I like Matt Colville's take on it: there are no Dungeons or Dragons. The entire game is what comes out of the DM's mouth and mind. Its all DM fiat. Tracy Hickman in his excellent XDM made much the same point when he boiled down the entire game to target numbers that the DM feels is appropriate for whatever situations he presents.

If you have some kind of adversarial relationship with your DM and you feel the way to fix the gameplay issues that arise is to make super complex and detailed rules to tamp down on "DM fiat", then, frankly, you arent really addressing the core issues you have at your table.

For the record, I DM for strangers in online games as much as I do home games. I run long campaigns. Everyone has fun. Plenty of DM fiat. I make crap up constantly. *shrug*

Disclaimer: It has been quite a while since I read through XDM.

From what I remember, XDM advocates for a very hostile relationship between players and GM.

You claim that wanting to ask clarifying questions about the game is adversarial because it means you don't trust the GM. Hard disagree. It is entirely reasonable to want to understand the scope of the game you are playing and the GM should be on the same page as their players because they themselves are also a player in the game.

Now, I don't personally have any issues with the "about a week" language because that level of granularity is basically meaningless in terms of a typical PF game. That said, I don't blame Graystone for not being down with that. Their use case for gaming is very different from mine. I'm also fine accepting that not every game is for every person and "vague terms" is as valid a design choice as "explicit tables".


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DerNils wrote:

I am not worried about this instance either, but having sometimes concrete measures and sometimes vague ones does not make reading this more organic to me, either.

And lets face it, Pathfinder is as far away from "Magic is imprecise and chaotic" as it can be, whatever is written in the fluff description. You actually CAN set your watch to Magic Duration, because it is precise to the second. Suddenly saying it gets imprecise out of Encounter Mode is, well, not very consequent.

...Except one of the designers just said that's not the case at all?


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Pathfinder Battles Case Subscriber; Pathfinder Roleplaying Game Superscriber; Pathfinder Starfinder Maps, Starfinder Roleplaying Game Subscriber
DerNils wrote:
You actually CAN set your watch to Magic Duration, because it is precise to the second.

Is it though? Down to a six-second timeframe, sure, but that's not precise at all.

Liberty's Edge

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Rounds are 6 seconds long. Nothing in the rules *anywhere* tells you how to subdivide a round into less time than that. The quantum limit for magic's timing precision is +/- 3 seconds at best; below that, uncertainty reigns.


Saedar wrote:
From what I remember, XDM advocates for a very hostile relationship between players and GM.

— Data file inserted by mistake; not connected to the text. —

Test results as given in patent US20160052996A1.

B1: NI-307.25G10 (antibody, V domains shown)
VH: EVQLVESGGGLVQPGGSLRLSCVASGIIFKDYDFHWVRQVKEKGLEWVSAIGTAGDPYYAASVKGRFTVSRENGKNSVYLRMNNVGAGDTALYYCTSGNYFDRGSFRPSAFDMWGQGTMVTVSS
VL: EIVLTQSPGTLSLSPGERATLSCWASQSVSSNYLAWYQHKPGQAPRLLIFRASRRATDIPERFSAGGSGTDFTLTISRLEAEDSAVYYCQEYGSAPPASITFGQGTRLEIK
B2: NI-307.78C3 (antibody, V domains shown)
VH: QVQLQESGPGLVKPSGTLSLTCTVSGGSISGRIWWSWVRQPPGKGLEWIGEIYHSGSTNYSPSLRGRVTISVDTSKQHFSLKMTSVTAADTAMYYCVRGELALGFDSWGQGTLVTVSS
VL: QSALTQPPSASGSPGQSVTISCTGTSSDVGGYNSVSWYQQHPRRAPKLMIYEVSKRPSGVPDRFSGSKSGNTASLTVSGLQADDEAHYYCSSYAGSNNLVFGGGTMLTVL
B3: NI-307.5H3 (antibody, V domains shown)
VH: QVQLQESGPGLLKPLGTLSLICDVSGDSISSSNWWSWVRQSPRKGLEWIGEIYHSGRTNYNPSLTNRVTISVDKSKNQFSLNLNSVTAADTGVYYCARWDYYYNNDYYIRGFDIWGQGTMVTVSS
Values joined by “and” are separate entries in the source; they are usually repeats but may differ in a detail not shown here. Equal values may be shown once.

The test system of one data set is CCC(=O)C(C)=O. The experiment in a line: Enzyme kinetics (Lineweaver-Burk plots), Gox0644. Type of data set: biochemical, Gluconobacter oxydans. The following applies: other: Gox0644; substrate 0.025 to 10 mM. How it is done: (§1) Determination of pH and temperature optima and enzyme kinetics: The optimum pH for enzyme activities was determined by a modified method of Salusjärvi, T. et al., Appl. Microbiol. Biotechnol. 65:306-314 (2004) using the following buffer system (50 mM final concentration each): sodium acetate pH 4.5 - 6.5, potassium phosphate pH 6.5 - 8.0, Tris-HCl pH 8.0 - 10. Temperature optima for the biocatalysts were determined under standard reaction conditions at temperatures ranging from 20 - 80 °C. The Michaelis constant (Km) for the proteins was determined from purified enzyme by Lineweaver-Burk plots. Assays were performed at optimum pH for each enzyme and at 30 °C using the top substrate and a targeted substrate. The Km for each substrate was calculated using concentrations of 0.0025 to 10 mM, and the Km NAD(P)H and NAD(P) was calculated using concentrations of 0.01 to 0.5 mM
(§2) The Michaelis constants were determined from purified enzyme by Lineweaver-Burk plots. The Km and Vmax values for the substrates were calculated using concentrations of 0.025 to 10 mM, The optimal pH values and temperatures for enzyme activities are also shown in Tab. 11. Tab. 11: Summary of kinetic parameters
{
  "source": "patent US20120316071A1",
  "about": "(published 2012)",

Two things:

(1) That was not my take from the book. But it might make an interesting side discussion where you can point to where exactly it says this. Ultimately, it does state that the XDM does get rid of rules or even players that impede the good time had by most at the table. I wouldn't call that adversarial. That's just good advice.

(2) I used XDM to illustrate how Hickman boiled the game down to target numbers (not in reference to the DM/player relationship). You may have been mixing issues a bit there.


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DataLoreRPG wrote:
Saedar wrote:
From what I remember, XDM advocates for a very hostile relationship between players and GM.

Two things:

(1) That was not my take from the book. But it might make an interesting side discussion where you can point to where exactly it says this. Ultimately, it does state that the XDM does get rid of rules or even players that impede the good time had by most at the table. I wouldn't call that adversarial. That's just good advice.

(2) I used XDM to illustrate how Hickman boiled the game down to target numbers (not in reference to the DM/player relationship). You may have been mixing issues a bit there.

My Point Is This: A game is only its rules. If the mechanics of the game don't do something, the game itself doesn't do that thing. I'm not playing tabletop games to play in a GM's mental/narrative/Fantasy Heartbreaker™/solo-sandbox. Are there people who enjoy that? Sure, but I would say that the game is an excuse for tabletop improv rather than a game to play directly.

For some people, like Graystone, all they have when deciding whether a game is for them is the rules in the book. PF2 may not fill that individual's need, which is sad they were looking forward to the thing, but isn't bad on a design level.

Dataphiles

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Games are meant to be fun. Rule 0. It's your game, play it like you want.


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Pathfinder Adventure Path, Lost Omens, Rulebook Subscriber

Way to make a mountain out of a molehill.

I don't even like that blindfold and wouldn't even use it (it's only interesting to me because it gives basically a 1/encounter spell and I'd like to see what other items they've got in that design space).

I asked for precise language in rules going forward, because I've had players badger me incessantly before over any ambiguity on the rules (curiously, if the rules said no they didn't mind). I can just hear one of their voices going: "But I'm a brave dwarf", "In the last dungeon there were many fear effects, I shouldn't be fazed by this anymore"... after I'd decided it was 6 days. If it said 6-8 they would say nothing.